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New York's 'Fearless Girl' Statue Wears Lace Collar To Honor Ruth Bader Ginsburg

As you've undoubtedly heard by now, Supreme Court Justice Ruth Bader Ginsburg passed away at age 87 on September 18 due to complications from metastatic pancreatic cancer.

With her death, not only has the United States lost a pioneering jurist with a distinguished career behind her, but the world has also lost a strong feminist icon who was widely nicknamed "The Notorious RBG."

Although the fallout from her passing seems like it will have serious implications for the already tense powder keg that is American politics, it is also a heartbreaking loss to many who looked up to her as a hero.

And it seems that one New York agency has found an appropriate way to pay its respects.

Even if you've never been to New York City, there's a good chance you've seen the "Fearless Girl" statue that stands there.

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As The Guardian reported, this statue was installed in 2017 as a symbol of female empowerment from the way she stands up to the charging bull that had already stood in the city's financial district.

Although the statue's purpose remains the same, it has since been moved to the front of the New York Stock Exchange.

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But if you were to visit the statue now, you would see the girl depicted wearing a lace collar around her neck.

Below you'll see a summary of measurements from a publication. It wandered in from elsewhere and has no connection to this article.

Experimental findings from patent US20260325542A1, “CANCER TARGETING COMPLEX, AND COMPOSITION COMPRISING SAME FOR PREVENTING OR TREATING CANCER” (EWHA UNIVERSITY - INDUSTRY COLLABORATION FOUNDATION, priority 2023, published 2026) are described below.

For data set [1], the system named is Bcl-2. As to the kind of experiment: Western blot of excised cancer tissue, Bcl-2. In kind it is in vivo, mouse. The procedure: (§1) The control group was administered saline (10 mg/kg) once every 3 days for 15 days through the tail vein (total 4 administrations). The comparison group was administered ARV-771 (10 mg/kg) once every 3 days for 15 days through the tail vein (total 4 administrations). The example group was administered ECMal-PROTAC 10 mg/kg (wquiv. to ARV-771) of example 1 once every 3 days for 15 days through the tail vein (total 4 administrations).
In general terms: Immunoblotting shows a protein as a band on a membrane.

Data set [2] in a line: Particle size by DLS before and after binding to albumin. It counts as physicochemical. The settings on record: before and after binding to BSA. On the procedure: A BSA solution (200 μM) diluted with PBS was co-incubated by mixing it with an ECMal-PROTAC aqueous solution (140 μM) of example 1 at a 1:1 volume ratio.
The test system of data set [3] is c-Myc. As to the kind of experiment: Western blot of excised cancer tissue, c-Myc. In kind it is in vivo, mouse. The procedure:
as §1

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This is a reference to similar collars that Ginsburg made a signature feature of her judicial attire. Ad Age reported that the image of the collared statue appeared in a full-page New York Times ad on Sunday, along with the caption, "Here's to the original."

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Much like the statue itself, the ad came as a collaboration between the investment firm State Street Global Advisors and the McCann advertising network.

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As The Atlantic reported, the statue was part of a promotion by the investment managers that encouraged more companies to have women in leadership positions.

According to Ad Age, McCann was originally going to put a face mask on the "Fearless Girl" to encourage the public to wear them but this idea was abandoned after news of Ginsburg's death spread.

Instead, McCann planned the tribute we see here and the associated ad was approved only eight hours after the idea was formed.

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For Ginsburg, the collar wasn't just a means for her to stand out, but to introduce feminine elements to judicial robes that were traditionally designed for men.

Wikimedia Commons | Supreme Court of the United States

The New York Times reported, that Ginsburg and fellow Supreme Court Justice Sandra Day O’Connor (not pictured) were standing against the common perception during the early '90s that women entering the workforce had to adopt the trappings of masculinity to be taken seriously.

Since lace was considered a "girlie" material, it seemed an appropriate choice in the fight against this attitude.

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Although she wore many different collars for various reasons, two styles of them were tied to her judicial opinions.

Wikimedia Commons | Supreme Court of the United States

The one we see here was reserved for occasions when her stance was part of the court's majority judgment.

When Ginsburg dissented with her colleagues, she instead wore a more spiky collar like the one we see in the group photo above.

And while the latter became a popular design for jewelry and temporary tattoos in the wake of the election, the former apparently seemed more appropriate for the tribute to her.

h/t: Ad Age, The New York Times

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